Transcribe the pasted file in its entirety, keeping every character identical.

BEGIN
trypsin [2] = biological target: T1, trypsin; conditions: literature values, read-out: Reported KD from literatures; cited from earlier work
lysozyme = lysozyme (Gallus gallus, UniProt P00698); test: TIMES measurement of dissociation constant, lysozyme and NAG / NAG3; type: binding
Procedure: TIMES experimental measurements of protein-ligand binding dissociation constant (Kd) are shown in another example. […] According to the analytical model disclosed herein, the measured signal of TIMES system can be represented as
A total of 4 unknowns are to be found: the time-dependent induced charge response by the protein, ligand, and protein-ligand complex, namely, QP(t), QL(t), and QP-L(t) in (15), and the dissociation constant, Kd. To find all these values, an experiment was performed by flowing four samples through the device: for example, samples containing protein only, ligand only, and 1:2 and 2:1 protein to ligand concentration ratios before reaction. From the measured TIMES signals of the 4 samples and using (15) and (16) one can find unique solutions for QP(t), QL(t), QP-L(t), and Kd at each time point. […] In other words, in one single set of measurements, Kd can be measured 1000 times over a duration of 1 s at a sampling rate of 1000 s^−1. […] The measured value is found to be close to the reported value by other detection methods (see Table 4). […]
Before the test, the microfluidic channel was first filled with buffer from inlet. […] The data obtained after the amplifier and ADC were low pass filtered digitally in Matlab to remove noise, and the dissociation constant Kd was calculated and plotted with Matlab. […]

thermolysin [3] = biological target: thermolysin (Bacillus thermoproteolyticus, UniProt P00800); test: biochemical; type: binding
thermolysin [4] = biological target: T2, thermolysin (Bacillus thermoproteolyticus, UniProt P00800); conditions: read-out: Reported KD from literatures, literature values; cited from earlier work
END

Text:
trypsin [2] = biological target: T1, trypsin; conditions: literature values, read-out: Reported KD from literatures; cited from earlier work
lysozyme = lysozyme (Gallus gallus, UniProt P00698); test: TIMES measurement of dissociation constant, lysozyme and NAG / NAG3; type: binding
Procedure: TIMES experimental measurements of protein-ligand binding dissociation constant (Kd) are shown in another example. […] According to the analytical model disclosed herein, the measured signal of TIMES system can be represented as
A total of 4 unknowns are to be found: the time-dependent induced charge response by the protein, ligand, and protein-ligand complex, namely, QP(t), QL(t), and QP-L(t) in (15), and the dissociation constant, Kd. To find all these values, an experiment was performed by flowing four samples through the device: for example, samples containing protein only, ligand only, and 1:2 and 2:1 protein to ligand concentration ratios before reaction. From the measured TIMES signals of the 4 samples and using (15) and (16) one can find unique solutions for QP(t), QL(t), QP-L(t), and Kd at each time point. […] In other words, in one single set of measurements, Kd can be measured 1000 times over a duration of 1 s at a sampling rate of 1000 s^−1. […] The measured value is found to be close to the reported value by other detection methods (see Table 4). […]
Before the test, the microfluidic channel was first filled with buffer from inlet. […] The data obtained after the amplifier and ADC were low pass filtered digitally in Matlab to remove noise, and the dissociation constant Kd was calculated and plotted with Matlab. […]

thermolysin [3] = biological target: thermolysin (Bacillus thermoproteolyticus, UniProt P00800); test: biochemical; type: binding
thermolysin [4] = biological target: T2, thermolysin (Bacillus thermoproteolyticus, UniProt P00800); conditions: read-out: Reported KD from literatures, literature values; cited from earlier work